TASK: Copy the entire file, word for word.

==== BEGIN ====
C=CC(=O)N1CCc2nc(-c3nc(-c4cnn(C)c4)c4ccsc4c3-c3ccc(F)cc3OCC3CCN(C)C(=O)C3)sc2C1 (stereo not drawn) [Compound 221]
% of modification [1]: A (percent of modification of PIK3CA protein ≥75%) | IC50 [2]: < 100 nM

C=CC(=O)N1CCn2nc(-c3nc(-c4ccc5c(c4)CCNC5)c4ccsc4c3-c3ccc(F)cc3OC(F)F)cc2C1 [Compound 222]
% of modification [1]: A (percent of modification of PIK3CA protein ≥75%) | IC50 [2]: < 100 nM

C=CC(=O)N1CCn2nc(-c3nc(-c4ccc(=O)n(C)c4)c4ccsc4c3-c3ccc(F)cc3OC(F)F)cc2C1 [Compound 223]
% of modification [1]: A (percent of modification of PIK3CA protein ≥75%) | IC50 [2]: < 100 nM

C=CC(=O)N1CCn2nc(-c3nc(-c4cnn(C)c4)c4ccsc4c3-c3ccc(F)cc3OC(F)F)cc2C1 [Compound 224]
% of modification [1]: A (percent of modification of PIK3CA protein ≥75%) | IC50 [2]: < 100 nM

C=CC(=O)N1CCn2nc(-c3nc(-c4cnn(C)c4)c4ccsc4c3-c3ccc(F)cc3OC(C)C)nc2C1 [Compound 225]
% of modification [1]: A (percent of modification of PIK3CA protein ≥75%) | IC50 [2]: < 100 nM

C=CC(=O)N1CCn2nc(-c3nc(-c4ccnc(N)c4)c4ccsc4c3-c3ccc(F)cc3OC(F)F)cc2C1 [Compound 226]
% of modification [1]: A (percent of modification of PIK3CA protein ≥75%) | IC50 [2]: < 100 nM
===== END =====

C=CC(=O)N1CCc2nc(-c3nc(-c4cnn(C)c4)c4ccsc4c3-c3ccc(F)cc3OCC3CCN(C)C(=O)C3)sc2C1 (stereo not drawn) [Compound 221]
% of modification [1]: A (percent of modification of PIK3CA protein ≥75%) | IC50 [2]: < 100 nM

C=CC(=O)N1CCn2nc(-c3nc(-c4ccc5c(c4)CCNC5)c4ccsc4c3-c3ccc(F)cc3OC(F)F)cc2C1 [Compound 222]
% of modification [1]: A (percent of modification of PIK3CA protein ≥75%) | IC50 [2]: < 100 nM

C=CC(=O)N1CCn2nc(-c3nc(-c4ccc(=O)n(C)c4)c4ccsc4c3-c3ccc(F)cc3OC(F)F)cc2C1 [Compound 223]
% of modification [1]: A (percent of modification of PIK3CA protein ≥75%) | IC50 [2]: < 100 nM

C=CC(=O)N1CCn2nc(-c3nc(-c4cnn(C)c4)c4ccsc4c3-c3ccc(F)cc3OC(F)F)cc2C1 [Compound 224]
% of modification [1]: A (percent of modification of PIK3CA protein ≥75%) | IC50 [2]: < 100 nM

C=CC(=O)N1CCn2nc(-c3nc(-c4cnn(C)c4)c4ccsc4c3-c3ccc(F)cc3OC(C)C)nc2C1 [Compound 225]
% of modification [1]: A (percent of modification of PIK3CA protein ≥75%) | IC50 [2]: < 100 nM

C=CC(=O)N1CCn2nc(-c3nc(-c4ccnc(N)c4)c4ccsc4c3-c3ccc(F)cc3OC(F)F)cc2C1 [Compound 226]
% of modification [1]: A (percent of modification of PIK3CA protein ≥75%) | IC50 [2]: < 100 nM